Working towards a sustainable environment

A “bioreef” of mussels, an initiative that tackles ghost fishing gear and a behaviour change campaign that reduces plastic pollution from period products are among the winners of Waitrose & Partners’ £1m plastic pollution innovation challenge.

<p>Waitrose & Partners has a 2025 goal of making all its own-brand packaging is either recyclable, reusable or home compostable</p>

Waitrose & Partners has a 2025 goal of making all its own-brand packaging is either recyclable, reusable or home compostable

Developed in partnership with environmental charity Hubbub and funded by Waitrose & Partners’ carrier bag charge, the company’s ‘Plan Plastic – The Million-pound Challenge’ initiative has awarded money to five innovators that have demonstrated that their projects could have a measurable and positive impact on the world’s ongoing plastic waste problem.

More than 150 applicants were whittled down to five winners, who will receive between £150,000 and £300,000 each to upscale their solutions.

Plymouth-based Blue Marine Foundation’s SAFEGEAR initiative that aims to stop ghost fishing gear at source by attaching beacons to buoys to make the gear visible to fishing vessels was announced as one of the five winners. Elsewhere, a biorecycling facility will be created in Somerset that will use mycelium (a vegetative part of a fungus or fungus-like bacteria) to break down synthetic plastic waste and turn it into new products. Led by Onion Collective CIC and Biohm, the plant process will eliminate petrochemical plastic waste completely.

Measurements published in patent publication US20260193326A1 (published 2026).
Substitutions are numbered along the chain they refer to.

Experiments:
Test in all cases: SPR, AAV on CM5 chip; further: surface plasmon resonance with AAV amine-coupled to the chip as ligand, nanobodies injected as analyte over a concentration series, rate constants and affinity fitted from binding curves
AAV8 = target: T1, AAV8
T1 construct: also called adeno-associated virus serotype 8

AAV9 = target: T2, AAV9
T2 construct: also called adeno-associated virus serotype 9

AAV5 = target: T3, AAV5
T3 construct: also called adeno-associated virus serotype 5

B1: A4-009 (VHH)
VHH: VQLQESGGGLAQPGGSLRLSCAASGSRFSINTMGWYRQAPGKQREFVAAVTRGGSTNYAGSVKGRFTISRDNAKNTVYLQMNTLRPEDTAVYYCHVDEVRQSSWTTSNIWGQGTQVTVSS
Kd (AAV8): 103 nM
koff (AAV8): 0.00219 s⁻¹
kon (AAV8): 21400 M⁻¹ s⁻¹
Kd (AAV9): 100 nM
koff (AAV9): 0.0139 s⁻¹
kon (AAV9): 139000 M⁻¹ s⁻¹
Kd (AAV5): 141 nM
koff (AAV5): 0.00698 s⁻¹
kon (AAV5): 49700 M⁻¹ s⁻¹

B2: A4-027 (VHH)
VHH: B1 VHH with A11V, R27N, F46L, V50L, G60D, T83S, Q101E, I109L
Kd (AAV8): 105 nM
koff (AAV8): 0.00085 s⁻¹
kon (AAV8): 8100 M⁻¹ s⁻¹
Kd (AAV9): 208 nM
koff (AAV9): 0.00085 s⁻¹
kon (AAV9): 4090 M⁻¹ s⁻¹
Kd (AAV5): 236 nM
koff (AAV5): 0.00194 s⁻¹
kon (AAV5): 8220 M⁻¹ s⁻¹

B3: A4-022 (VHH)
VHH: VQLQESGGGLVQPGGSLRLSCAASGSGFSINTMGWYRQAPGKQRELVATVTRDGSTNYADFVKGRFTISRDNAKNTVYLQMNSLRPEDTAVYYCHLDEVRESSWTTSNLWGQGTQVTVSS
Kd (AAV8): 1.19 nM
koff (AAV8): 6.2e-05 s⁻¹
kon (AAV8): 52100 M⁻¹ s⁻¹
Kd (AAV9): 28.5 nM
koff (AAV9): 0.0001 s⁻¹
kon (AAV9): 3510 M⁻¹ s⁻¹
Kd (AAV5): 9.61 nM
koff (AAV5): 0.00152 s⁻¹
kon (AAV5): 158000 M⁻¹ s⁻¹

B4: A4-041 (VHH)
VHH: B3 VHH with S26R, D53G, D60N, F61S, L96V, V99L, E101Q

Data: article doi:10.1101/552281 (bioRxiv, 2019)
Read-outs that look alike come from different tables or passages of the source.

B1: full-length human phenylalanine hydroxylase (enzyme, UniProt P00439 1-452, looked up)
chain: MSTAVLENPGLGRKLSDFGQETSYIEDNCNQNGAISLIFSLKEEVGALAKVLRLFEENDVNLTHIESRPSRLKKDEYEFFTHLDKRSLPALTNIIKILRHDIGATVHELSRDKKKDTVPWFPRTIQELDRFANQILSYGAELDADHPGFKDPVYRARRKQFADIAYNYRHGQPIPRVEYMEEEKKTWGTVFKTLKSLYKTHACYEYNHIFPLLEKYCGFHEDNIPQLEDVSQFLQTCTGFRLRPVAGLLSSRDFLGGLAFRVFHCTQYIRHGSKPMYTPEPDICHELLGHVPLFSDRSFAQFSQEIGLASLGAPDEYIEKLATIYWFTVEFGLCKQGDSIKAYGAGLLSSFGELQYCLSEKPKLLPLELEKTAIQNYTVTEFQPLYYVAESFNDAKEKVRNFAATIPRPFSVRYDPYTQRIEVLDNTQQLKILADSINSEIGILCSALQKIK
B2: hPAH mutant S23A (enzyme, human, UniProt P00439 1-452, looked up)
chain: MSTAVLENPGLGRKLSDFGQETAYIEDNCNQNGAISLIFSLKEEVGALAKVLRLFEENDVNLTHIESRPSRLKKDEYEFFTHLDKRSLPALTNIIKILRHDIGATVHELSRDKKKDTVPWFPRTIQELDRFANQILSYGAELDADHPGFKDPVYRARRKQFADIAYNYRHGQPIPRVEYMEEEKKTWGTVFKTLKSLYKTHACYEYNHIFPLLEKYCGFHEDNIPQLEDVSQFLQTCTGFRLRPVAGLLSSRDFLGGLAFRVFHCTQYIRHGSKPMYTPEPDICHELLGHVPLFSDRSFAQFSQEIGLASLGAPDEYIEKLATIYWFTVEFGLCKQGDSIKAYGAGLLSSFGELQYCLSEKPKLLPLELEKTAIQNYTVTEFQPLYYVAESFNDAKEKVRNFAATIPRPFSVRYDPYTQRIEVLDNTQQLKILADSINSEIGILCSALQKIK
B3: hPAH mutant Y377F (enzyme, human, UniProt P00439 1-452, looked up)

The Women’s Environmental Network and City to the Sea’s Plastic-Free Periods campaign, which aims to educate the public on environmentally friendly menstrual products has also received backing, as has the Youth Hostel Association’s Message in a Bottle campaign to place water refill stations at 60 major youth hostels across England and Wales, in a bid to cut down on single-use water bottles.

The final winning project is Plymouth Marine Laboratory’s Mussel Power initiative, which aims to use ecology to tackle microplastics by placing beds and rafts of mussels in estuaries and coastal sites to filer out microplastics as part of a “bioreef” approach.

Waitrose & Partners’ head of CSR, health and agriculture, Tor Harris said: “It’s important for us to tackle unnecessary plastic both in our shops but also in the wider world. All these inspirational projects have the ability to create real impact in tackling environmental issues and encouraging behaviour change so we can collectively achieve our goal of reducing plastic pollution.”  

Internal commitments

The launch of the Challenge comes as Waitrose & Partners works towards a 2025 goal of making all its own-brand packaging is either recyclable, reusable or home compostable.

Since setting this target in 2016, the retailer has banned the sale of single-use plastic straws and disposable coffee cups in all of its UK stores, following earlier phase-outs of products such as plastic-stemmed cotton buds and microbead-based health and beauty lines.

It has additionally pledged to remove black plastic, which is notoriously hard-to-recycle, from all own-brand products by the end of 2019, and to eliminate plastic-based glitter from its own-label lifestyle products by Christmas 2020.

The supermarket has additionally backed the Marine Plastics Research and Innovation Framework– a UK-led research and innovation hub that aims to tackle plastic waste through innovative solutions.

Matt Mace